A friend, fellow frequent traveller and cultural observer was talking recently about the small incidents in life that illustrate the value of empathy and how it helps define what it means to be a human being.
A couple of minutes or so before his plane, which had departed Calgary a half hour late, was to land in Toronto a flight attendant made an announcement to ask a favour. There were, she said, a few fellow passengers on board who were struggling to make their connecting flight to Moncton. As a courtesy to them (and no doubt the other passengers on the waiting flight) the flight attendant asked that if others could just remain in their seats for a minute or two once the plane docked, then the Moncton-bound people could deplane first.
No one would really be inconvenienced by this, and the handful of passengers bound for Moncton, which included a young mother and her baby, would be able to proceed more swiftly to their connection. Courtesy would be served.
And so, when the plane docked at Pearson and the door opened and the seat belt light turned off, almost everyone in the plane summarily ignored the flight attendant’s request and stood up to clog the aisles and ensure that the Moncton-bound passengers would be late. My friend, who was seated towards the front of his plane, says he and the person next to him had stayed seated but could do nothing other than look towards the plane’s business class passengers and ask, out loud “Are all you guys really going to Moncton?”
Their responses, he said, were neither glances of anger nor embarrassment.
“It was pure disinterest,” he said. “It was as if my attempt at admonishment or shaming simply did not make any sense to them. It was kind of shocking.”
Empathy has a number of definitions but all work to illustrate its essence, which is the capacity to share the sadness, happiness or other emotions of fellow human being or, in other words, to know what it feels like to be in their shoes and respond with compassion. It is a commonly accepted public virtue which, while invisible physically, can be illustrated through the every day actions of each of us.
It is an ethic of reciprocity as old as civilization itself, widely illustrated through the “Golden Rule” of treating others the way one aspires to be treated oneself. It is promoted by virtually every faith known to humankind and when it is absent in society, people don’t just miss their flights to Moncton. Capt. Gustav Glibert, the U.S. Army psychologist assigned to interview leading Nazis in the months following the Second World War, put it this way:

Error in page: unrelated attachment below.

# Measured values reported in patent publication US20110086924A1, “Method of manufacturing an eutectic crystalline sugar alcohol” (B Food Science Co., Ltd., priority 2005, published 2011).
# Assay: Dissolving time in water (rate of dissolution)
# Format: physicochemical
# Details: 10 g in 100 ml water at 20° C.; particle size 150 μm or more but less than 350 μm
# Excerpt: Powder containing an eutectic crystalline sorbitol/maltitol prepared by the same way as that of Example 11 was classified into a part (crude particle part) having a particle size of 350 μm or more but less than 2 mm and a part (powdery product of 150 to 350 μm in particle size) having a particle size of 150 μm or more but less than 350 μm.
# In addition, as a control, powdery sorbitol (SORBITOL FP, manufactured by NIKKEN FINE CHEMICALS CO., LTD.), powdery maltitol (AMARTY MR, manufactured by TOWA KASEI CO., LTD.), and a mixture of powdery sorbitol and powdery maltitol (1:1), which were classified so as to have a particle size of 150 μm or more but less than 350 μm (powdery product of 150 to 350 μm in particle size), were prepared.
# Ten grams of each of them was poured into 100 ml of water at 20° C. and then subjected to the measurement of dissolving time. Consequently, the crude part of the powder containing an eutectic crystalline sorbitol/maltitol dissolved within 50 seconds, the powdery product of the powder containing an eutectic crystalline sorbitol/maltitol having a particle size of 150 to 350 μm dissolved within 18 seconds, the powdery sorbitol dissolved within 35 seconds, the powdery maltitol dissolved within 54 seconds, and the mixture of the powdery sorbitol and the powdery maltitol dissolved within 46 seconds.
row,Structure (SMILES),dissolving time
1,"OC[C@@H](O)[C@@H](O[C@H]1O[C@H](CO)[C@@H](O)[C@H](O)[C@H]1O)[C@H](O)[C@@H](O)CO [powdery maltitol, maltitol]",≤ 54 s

“In my work with the defendants (at the Nuremberg Trails 1945-1949) I was searching for the nature of evil and I now think I have come close to defining it. A lack of empathy. It’s the one characteristic that connects all the defendants, a genuine incapacity to feel with their fellow men.”
This year, Cardus will conduct a study in Calgary that will touch on how commonly accepted social virtues such as empathy and its close relatives – mercy, forgiveness, compassion etc. – are incubated and nurtured within our societies and our communities. They are not, as history shows, necessarily inherent to human beings although they are widely considered vital to the progress of civilization which itself, to borrow a phrase, is never more than one generation away from decline if its most cherished virtues are not nurtured and inherited.
Our mission this year is not, however, quite that broad. Cardus, a think tank dedicated to the study of social architecture, will examine the role institutions of faith – temples, mosques, synagogues and churches – play in the development and nurturing of our cultural aesthetic. That the ethereal virtues of the arts are essential to a city’s flourishing is widely accepted.
What we will study is how a parallel intellectual pursuit – the search for what it means to be a human being – can influence not only those engaged in that quest but the culture of the communities within which they do or do not exist.
This, we hope, will further contribute to the health of the Heart of the New West, as we in Calgary describe ourselves. This city has built a reputation for innovation. It leads economically and in public policy development. Its arts community stands in no one’s shadow.
So, we believe, can its soul.
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|date:||February 14, 2011|
|publisher:||The Calgary Beacon|
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